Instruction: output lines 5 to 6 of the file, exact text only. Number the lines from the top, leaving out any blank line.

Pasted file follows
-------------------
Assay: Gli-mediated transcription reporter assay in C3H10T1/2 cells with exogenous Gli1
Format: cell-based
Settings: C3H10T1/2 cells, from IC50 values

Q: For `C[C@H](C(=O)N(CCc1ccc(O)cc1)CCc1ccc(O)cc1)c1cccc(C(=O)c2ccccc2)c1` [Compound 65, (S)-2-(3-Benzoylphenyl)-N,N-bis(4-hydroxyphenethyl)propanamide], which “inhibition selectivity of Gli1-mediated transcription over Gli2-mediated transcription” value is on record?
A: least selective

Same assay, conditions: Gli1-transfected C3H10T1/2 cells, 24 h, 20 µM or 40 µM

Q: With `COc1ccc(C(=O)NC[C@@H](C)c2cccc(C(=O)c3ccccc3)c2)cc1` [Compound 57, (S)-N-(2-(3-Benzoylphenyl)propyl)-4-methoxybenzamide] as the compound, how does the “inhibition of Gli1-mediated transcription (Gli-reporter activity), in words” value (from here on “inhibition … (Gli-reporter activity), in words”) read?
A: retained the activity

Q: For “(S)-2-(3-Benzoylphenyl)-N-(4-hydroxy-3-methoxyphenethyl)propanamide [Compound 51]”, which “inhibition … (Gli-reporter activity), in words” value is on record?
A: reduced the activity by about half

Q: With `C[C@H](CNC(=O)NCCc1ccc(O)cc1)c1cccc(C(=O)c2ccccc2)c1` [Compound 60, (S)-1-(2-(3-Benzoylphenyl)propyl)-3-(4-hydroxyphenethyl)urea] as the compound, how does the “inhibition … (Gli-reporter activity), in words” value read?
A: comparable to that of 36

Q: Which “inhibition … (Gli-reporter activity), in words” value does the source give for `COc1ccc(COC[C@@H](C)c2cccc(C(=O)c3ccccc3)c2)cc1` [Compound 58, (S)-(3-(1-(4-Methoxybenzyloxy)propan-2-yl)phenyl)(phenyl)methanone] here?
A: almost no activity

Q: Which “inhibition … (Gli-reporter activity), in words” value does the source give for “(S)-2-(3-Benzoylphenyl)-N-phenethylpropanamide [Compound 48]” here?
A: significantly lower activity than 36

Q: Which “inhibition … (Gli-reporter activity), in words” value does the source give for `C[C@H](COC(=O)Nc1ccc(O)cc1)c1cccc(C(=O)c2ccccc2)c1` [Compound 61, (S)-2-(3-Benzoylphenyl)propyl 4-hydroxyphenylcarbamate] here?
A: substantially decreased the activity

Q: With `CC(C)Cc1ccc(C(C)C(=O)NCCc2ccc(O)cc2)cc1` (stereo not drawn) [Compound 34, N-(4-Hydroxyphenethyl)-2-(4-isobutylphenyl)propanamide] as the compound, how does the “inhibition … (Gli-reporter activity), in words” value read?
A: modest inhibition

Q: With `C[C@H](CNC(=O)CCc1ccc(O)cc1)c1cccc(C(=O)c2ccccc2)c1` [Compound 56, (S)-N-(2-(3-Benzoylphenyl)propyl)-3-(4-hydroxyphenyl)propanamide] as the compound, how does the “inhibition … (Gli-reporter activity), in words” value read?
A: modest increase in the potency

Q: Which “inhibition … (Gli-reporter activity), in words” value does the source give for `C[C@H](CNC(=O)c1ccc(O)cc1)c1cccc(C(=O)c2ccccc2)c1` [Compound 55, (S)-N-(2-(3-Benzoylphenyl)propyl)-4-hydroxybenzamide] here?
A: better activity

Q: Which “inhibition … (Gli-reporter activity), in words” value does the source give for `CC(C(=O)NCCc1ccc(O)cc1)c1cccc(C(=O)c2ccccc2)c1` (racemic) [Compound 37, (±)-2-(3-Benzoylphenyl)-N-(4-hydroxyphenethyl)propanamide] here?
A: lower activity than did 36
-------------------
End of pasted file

A: least selective

Same assay, conditions: Gli1-transfected C3H10T1/2 cells, 24 h, 20 µM or 40 µM